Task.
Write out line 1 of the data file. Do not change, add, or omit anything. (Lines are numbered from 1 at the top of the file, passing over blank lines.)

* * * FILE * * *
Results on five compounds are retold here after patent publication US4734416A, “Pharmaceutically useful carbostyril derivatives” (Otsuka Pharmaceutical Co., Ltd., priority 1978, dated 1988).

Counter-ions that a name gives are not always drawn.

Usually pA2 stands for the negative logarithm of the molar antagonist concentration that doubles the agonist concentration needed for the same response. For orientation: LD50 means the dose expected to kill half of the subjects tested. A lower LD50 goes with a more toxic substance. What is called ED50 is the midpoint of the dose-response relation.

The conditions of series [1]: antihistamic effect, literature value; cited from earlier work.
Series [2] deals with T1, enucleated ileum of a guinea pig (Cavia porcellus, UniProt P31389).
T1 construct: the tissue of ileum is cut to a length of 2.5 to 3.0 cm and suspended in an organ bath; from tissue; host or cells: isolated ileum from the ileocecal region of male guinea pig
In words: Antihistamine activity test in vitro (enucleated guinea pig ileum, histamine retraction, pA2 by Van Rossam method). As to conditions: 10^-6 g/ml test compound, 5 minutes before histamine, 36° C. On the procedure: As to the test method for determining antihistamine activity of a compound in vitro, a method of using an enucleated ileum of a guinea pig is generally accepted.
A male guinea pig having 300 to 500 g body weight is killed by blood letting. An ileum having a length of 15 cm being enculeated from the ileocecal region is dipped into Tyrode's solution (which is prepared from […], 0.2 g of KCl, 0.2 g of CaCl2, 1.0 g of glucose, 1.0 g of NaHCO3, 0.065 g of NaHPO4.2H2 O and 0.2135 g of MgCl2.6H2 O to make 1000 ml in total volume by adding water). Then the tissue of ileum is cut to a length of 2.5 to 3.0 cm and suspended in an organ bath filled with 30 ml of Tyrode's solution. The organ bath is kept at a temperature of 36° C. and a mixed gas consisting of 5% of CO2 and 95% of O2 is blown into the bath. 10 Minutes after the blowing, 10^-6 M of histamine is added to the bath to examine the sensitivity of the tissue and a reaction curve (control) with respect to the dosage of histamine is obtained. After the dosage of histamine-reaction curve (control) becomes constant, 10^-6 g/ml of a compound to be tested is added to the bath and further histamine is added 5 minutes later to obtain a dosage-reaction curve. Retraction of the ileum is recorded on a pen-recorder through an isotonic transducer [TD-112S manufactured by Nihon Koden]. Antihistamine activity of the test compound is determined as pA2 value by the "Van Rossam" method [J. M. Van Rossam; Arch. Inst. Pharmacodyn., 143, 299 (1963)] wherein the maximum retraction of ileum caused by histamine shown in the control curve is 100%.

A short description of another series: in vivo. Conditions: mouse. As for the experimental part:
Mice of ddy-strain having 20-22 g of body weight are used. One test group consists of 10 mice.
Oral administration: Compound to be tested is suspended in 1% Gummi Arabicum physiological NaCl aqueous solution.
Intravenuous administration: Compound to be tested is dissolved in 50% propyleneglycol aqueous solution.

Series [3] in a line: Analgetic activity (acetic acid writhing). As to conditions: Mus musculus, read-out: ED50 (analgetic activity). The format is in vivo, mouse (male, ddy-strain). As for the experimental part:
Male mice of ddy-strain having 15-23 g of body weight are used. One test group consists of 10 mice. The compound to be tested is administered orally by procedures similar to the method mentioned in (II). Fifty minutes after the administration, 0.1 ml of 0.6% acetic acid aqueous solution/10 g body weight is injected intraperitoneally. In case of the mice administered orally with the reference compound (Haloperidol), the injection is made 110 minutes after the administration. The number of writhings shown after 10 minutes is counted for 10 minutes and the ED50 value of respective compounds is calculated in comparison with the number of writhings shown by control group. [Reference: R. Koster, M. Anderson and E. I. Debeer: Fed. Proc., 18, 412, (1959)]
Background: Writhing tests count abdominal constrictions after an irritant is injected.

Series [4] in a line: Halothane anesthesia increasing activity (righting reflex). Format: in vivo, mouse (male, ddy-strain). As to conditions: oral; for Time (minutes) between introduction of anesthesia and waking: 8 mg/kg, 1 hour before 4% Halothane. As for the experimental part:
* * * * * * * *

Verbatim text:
Results on five compounds are retold here after patent publication US4734416A, “Pharmaceutically useful carbostyril derivatives” (Otsuka Pharmaceutical Co., Ltd., priority 1978, dated 1988).